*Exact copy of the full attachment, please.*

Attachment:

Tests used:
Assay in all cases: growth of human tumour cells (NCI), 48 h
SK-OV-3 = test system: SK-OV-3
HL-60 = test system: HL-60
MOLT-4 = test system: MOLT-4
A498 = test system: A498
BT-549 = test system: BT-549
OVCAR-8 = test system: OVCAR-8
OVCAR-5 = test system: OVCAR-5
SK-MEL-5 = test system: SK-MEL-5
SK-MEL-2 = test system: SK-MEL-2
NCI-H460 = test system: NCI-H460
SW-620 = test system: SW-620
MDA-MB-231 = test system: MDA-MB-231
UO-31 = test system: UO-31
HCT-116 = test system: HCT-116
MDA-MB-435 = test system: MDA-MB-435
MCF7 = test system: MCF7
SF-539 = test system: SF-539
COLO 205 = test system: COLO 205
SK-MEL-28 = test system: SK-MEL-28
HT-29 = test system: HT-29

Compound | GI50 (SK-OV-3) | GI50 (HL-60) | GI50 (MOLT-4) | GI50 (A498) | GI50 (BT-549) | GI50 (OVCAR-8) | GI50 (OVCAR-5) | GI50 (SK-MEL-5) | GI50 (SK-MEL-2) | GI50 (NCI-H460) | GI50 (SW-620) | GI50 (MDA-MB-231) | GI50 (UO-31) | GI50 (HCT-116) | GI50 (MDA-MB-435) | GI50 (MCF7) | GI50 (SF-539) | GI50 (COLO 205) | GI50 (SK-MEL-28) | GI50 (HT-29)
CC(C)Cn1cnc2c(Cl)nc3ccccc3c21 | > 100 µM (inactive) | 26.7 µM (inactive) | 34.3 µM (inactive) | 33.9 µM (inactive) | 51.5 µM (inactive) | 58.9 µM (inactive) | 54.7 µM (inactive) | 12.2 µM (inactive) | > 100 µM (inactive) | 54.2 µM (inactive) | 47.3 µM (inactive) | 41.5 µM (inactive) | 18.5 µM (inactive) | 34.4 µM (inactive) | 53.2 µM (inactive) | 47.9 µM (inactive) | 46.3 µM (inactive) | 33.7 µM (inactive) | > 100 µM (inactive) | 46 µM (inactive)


Tests used:
Assay in all cases: growth of human tumour cells (NCI), 48 h
SK-OV-3 = test system: SK-OV-3
HL-60 = test system: HL-60
MOLT-4 = test system: MOLT-4
A498 = test system: A498
BT-549 = test system: BT-549
OVCAR-8 = test system: OVCAR-8
OVCAR-5 = test system: OVCAR-5
SK-MEL-5 = test system: SK-MEL-5
SK-MEL-2 = test system: SK-MEL-2
NCI-H460 = test system: NCI-H460
SW-620 = test system: SW-620
MDA-MB-231 = test system: MDA-MB-231
UO-31 = test system: UO-31
HCT-116 = test system: HCT-116
MDA-MB-435 = test system: MDA-MB-435
MCF7 = test system: MCF7
SF-539 = test system: SF-539
COLO 205 = test system: COLO 205
SK-MEL-28 = test system: SK-MEL-28
HT-29 = test system: HT-29

Compound | GI50 (SK-OV-3) | GI50 (HL-60) | GI50 (MOLT-4) | GI50 (A498) | GI50 (BT-549) | GI50 (OVCAR-8) | GI50 (OVCAR-5) | GI50 (SK-MEL-5) | GI50 (SK-MEL-2) | GI50 (NCI-H460) | GI50 (SW-620) | GI50 (MDA-MB-231) | GI50 (UO-31) | GI50 (HCT-116) | GI50 (MDA-MB-435) | GI50 (MCF7) | GI50 (SF-539) | GI50 (COLO 205) | GI50 (SK-MEL-28) | GI50 (HT-29)
CC(C)Cn1cnc2c(Cl)nc3ccccc3c21 | > 100 µM (inactive) | 26.7 µM (inactive) | 34.3 µM (inactive) | 33.9 µM (inactive) | 51.5 µM (inactive) | 58.9 µM (inactive) | 54.7 µM (inactive) | 12.2 µM (inactive) | > 100 µM (inactive) | 54.2 µM (inactive) | 47.3 µM (inactive) | 41.5 µM (inactive) | 18.5 µM (inactive) | 34.4 µM (inactive) | 53.2 µM (inactive) | 47.9 µM (inactive) | 46.3 µM (inactive) | 33.7 µM (inactive) | > 100 µM (inactive) | 46 µM (inactive)